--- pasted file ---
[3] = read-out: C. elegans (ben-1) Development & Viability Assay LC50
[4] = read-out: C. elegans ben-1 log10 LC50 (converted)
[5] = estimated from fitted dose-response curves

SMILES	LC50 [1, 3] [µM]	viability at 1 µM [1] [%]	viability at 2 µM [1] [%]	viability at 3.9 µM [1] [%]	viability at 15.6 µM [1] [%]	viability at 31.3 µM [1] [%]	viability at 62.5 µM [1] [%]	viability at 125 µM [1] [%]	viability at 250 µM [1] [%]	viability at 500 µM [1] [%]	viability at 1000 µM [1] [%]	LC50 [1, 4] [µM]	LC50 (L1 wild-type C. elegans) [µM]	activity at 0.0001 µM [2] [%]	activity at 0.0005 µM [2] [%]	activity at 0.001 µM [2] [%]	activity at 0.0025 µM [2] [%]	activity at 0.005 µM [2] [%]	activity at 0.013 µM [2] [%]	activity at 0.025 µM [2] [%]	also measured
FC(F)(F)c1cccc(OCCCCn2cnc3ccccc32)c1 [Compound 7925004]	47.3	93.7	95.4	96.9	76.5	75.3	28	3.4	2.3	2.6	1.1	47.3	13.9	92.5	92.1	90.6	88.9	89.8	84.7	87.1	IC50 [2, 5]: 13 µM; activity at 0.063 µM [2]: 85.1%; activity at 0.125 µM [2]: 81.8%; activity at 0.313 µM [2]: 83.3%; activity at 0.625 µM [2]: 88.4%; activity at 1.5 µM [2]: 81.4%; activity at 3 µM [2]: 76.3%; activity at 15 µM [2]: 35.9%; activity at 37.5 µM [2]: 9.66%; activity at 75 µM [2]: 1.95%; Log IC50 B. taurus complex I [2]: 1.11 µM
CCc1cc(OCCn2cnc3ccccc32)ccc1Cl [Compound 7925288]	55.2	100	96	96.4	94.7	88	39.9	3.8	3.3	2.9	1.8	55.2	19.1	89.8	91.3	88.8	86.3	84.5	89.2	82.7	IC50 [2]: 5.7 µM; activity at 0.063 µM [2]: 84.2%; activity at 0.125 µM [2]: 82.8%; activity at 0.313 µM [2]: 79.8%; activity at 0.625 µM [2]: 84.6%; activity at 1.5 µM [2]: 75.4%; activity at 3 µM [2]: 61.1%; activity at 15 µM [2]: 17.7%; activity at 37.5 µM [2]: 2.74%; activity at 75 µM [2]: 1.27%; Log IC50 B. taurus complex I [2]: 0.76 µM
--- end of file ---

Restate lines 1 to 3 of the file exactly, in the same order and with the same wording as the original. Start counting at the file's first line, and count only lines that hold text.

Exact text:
[3] = read-out: C. elegans (ben-1) Development & Viability Assay LC50
[4] = read-out: C. elegans ben-1 log10 LC50 (converted)
[5] = estimated from fitted dose-response curves